|4.4||644 Ratings | 559 Reviews|
Tourist Places To Visit In Punjab
Situated in the northern hemisphere of India, the state of Punjab gets its name from the five rivers that glide through its expanse. The state has garnered popularity for its rich cultural heritage, historical roots, and sumptuous cuisine. Home to the friendly Sikh community, tourists who visit Punjab are sure to be taken aback by the smiling faces and joyous nature of the locals. Some of the beautiful towns that form a part of Punjab include Ludhiana, Amritsar, Patiala, Jalandhar, Chandigarh, Pathankot, and Bathinda. Tourists are sure to be mesmerized by the city of farmlands and forts. Let us look at some of the exciting tourist places that can be visited on a tour of Punjab.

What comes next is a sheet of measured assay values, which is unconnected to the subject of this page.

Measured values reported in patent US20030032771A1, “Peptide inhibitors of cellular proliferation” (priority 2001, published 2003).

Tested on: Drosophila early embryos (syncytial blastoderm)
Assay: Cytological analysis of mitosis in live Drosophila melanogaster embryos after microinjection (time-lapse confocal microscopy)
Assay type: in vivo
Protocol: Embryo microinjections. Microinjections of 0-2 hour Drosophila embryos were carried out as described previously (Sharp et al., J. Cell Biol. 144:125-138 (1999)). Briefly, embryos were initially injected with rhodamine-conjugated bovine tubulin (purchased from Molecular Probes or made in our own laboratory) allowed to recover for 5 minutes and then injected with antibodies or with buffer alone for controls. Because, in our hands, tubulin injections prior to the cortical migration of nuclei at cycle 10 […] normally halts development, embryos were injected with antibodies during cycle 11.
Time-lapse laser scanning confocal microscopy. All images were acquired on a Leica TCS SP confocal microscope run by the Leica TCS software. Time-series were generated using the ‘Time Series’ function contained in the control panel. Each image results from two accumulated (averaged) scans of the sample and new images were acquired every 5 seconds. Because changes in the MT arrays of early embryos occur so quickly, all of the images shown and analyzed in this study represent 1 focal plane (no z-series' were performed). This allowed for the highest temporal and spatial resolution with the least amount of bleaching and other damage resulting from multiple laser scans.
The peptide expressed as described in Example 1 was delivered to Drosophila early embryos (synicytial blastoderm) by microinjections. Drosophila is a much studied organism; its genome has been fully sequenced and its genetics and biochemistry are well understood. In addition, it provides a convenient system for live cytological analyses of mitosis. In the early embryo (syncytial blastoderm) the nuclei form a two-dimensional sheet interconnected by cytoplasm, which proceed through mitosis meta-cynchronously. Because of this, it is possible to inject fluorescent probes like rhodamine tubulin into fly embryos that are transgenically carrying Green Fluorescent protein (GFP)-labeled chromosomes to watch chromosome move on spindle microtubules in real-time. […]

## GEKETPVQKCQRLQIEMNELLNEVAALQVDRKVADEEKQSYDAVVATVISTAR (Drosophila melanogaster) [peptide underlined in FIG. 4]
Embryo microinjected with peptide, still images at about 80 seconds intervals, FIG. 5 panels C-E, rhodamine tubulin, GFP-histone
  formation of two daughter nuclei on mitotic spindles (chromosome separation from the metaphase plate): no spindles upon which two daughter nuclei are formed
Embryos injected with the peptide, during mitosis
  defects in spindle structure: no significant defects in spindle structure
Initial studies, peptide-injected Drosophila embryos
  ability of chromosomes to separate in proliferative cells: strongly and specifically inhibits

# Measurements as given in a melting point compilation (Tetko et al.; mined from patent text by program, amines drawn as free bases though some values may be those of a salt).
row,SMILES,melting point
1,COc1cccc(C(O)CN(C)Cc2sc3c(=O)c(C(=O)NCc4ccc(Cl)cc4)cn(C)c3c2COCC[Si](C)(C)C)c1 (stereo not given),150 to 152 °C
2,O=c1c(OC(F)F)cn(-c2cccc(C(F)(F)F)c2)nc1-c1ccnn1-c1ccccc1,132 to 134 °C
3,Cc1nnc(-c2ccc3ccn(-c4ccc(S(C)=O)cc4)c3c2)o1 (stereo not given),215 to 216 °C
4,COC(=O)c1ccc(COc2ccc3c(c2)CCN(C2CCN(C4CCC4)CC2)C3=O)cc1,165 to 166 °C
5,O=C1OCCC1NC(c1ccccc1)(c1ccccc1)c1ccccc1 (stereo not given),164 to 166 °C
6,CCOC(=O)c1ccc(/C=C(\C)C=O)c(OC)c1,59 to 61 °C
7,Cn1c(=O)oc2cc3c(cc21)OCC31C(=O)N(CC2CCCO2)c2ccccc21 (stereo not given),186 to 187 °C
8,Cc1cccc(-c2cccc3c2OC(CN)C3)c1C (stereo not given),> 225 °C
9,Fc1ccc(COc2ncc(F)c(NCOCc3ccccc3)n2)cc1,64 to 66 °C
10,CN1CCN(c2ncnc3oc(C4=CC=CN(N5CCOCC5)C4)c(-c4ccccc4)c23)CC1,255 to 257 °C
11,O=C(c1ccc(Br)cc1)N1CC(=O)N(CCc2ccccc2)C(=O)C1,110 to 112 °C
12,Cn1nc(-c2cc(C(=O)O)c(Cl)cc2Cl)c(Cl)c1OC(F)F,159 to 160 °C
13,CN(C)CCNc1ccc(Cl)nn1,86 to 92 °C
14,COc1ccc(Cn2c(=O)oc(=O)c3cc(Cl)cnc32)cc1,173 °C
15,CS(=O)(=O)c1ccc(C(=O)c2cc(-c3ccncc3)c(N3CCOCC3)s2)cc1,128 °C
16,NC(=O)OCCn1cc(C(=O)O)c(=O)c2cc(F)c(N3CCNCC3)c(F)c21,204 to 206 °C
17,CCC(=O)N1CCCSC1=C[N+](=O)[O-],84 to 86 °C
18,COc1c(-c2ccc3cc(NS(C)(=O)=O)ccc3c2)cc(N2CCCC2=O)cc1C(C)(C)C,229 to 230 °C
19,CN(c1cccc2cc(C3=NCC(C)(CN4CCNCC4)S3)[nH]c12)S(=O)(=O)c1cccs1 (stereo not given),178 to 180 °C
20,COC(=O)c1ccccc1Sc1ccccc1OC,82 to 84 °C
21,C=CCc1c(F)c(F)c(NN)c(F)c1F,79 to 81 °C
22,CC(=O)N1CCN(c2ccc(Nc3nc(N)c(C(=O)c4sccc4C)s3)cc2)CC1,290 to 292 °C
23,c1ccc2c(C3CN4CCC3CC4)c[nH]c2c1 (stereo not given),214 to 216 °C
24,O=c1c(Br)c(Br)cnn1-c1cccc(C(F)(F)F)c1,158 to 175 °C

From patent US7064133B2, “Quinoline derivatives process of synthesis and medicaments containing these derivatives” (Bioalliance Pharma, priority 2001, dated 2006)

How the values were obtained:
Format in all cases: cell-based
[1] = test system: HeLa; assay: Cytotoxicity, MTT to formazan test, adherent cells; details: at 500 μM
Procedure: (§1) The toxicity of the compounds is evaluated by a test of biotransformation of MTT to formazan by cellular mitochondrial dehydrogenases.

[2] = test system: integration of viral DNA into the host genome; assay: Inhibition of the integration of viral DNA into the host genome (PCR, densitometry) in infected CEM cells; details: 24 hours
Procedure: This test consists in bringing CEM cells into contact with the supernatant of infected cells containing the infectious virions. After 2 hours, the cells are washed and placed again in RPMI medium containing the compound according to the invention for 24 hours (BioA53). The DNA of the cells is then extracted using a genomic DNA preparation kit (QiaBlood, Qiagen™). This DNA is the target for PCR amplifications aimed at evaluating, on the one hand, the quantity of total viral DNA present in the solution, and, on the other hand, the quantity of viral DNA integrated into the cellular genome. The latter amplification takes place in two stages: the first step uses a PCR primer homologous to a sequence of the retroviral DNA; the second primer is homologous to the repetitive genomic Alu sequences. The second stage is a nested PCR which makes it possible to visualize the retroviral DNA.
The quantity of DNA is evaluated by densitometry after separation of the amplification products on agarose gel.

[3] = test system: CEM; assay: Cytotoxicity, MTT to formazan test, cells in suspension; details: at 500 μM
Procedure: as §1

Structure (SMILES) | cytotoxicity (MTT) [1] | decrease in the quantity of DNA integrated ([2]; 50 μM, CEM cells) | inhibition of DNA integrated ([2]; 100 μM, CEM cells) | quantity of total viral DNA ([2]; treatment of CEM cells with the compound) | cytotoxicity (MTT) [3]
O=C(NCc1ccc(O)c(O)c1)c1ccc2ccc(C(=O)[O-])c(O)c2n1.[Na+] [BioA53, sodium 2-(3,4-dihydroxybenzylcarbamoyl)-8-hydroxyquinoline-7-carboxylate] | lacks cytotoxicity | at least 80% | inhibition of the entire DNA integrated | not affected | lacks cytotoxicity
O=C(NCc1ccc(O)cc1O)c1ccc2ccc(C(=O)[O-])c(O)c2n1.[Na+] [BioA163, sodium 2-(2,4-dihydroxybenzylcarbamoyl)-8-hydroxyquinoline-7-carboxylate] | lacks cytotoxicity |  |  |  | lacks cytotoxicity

Chandigarh is a union territory that distinctively forms the capital of both the states of Haryana and Punjab. With high-quality architectural prowess and an exceptional quality of life, Chandigarh is the best-planned city in the whole of India. Tourists who visit the city must make sure to take up a boating journey across the gorgeous Sukhna Lake. Other impressive tourist spots in Chandigarh include Rock Garden, Rose Garden, and Leisure Valley. While the Leisure Valley nurtures Asia's biggest rose garden, the Rock Garden comprises facilities built out of discarded industrial and urban waste. The Capitol Complex of Chandigarh is another famous UNESCO World Heritage Site.
Famous as the city that hosts the imperial Golden Temple, Amritsar fittingly forms the religious and aesthetic hub of the Sikh community. The city teaches a spiritual feeling among the tourists that step foot on its soil. Those who visit during the festival of Baisakhi are bound to come across high-quality shopping options in the clothes stores, sumptuous food items, and exciting cultural festivities. Most significantly, Amritsar can woo patriotic Indians and foreigners with its historical sites such as the Wagah Border and the location of the Jallianwala Bagh Massacre. The bustling trade and tourism prospects of Amritsar make it one of the prime hubs in Northern India.